Going after the next travel market
While most people probably associate Airbnb with consumer travel, a growing number of companies allow their employees to stay in a listed property. A $300 billion market, the business travel space is certainly a lucrative area for Airbnb to stretch into. So how can it convince more companies to abandon the traditional pattern of booking hotels for conventions and events and opt for something more homey?
Zadeh said 10 percent of Airbnb travel is already for business, and those that stay in one often do so because they want to be in a local neighborhood, with coffee shops, off the beaten path. However, business travelers have some requirements, such as reliable Wi-Fi, a place to use their laptop, and basic items such as an iron, hangers, and hair dryer.
Instead of having to compete against dozens of listings in their city, Airbnb wants to make it simple for hosts to stand out when they want to appeal to business travels. It has expanded its Airbnb for Business program to include a certification service that will identify listings as “Business Travel Ready.” Those that have this label offer all the amenities that a business traveler will need, including 24-hour check-in and a policy against host cancellations within seven days.
Hosts of “Business Travel Ready” listings will need to have 5-star ratings for at least 60 percent of their primary reviews, cleanliness reviews, and accuracy reviews. They’ll also be responsive within 24 hours to booking requests 90 percent of the time. Only those that offer an entire home or apartment with no pets or smoking will qualify. While it’s calling out these listings as business travel-friendly, it’s worth noting that Airbnb does not endorse these listings, so guests should be aware that they may not have been vetted by someone from the company.
Zadeh said that those that qualify should be receiving an email with a link to enroll in this program. They’ll have to complete a questionnaire to verify that they meet the requirements. The resulting badge isn’t permanent, as it will be contingent on guest reviews.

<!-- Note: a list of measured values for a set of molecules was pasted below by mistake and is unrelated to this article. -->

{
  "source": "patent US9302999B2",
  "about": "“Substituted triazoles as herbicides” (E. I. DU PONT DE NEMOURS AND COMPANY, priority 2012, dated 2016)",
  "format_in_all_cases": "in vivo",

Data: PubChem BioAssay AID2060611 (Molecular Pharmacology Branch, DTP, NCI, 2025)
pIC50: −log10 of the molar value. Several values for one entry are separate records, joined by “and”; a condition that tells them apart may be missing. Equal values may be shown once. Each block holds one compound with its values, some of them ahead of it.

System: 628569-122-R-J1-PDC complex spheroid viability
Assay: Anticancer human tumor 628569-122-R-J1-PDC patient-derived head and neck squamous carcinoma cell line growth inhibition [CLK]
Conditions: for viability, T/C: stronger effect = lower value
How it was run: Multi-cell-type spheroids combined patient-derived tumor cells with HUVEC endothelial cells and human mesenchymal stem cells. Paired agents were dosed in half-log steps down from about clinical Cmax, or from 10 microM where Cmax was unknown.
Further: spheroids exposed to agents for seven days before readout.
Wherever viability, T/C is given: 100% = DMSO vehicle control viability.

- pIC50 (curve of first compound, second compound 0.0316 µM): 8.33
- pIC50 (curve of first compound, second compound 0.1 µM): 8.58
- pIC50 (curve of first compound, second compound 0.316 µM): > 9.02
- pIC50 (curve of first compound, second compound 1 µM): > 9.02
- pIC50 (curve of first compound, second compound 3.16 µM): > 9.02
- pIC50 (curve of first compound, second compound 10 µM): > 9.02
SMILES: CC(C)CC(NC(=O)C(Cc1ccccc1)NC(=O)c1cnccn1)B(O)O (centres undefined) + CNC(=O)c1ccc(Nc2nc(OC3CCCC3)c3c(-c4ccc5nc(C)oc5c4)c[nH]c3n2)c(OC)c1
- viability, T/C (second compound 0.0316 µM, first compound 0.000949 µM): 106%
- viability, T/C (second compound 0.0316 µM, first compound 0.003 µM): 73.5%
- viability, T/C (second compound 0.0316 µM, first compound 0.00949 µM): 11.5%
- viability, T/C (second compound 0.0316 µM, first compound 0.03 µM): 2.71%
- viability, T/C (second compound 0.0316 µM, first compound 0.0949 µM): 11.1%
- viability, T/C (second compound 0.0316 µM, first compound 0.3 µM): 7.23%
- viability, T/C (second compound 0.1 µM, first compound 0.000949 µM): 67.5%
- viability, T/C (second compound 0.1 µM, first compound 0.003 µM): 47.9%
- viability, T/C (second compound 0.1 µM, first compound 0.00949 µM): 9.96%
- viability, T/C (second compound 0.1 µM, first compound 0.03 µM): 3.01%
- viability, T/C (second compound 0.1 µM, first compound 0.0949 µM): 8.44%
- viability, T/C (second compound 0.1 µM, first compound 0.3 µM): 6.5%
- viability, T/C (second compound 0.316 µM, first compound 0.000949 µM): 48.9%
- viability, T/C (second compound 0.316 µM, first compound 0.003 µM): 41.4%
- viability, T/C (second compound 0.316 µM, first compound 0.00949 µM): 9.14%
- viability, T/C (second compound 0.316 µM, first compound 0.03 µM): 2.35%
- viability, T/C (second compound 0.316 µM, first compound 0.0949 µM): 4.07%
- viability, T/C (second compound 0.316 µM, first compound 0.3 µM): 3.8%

“Our team has spent countless hours working with hosts through feedback sessions, research and testing, to understand their needs, which led us to build a suite of tools that provide tailored insights to help our hosts and meet their goals,” said Zadeh. “This product suite simplifies many aspects of being a host and allows them to focus on what they do best — provide truly great hospitality.”
For Airbnb, it has been working to make sure that it provides a system that really works for hosts. In the early days, it didn’t, which caused the company to have to make some corrections, including adding better trust and safety features. Eventually it caught onto the mobile game and launched dedicated host products on phones and tablets before debuting these “smart tools” today.
Zadeh shared that it was important for what Airbnb is doing to be truly personalized, because each host is in a different stage of their journey; in order for tools to be adopted, they have to be very personal. He was adamant that Airbnb doesn’t operate in a vacuum, but instead collaborates with hosts to make products that work for everyone.
All of these tools and capabilities are now available worldwide.
Founded in August 2008 and based in San Francisco, California, Airbnb is a community marketplace for people to list, discover, and book unique spaces around the world online or from an iPhon... All Airbnb news »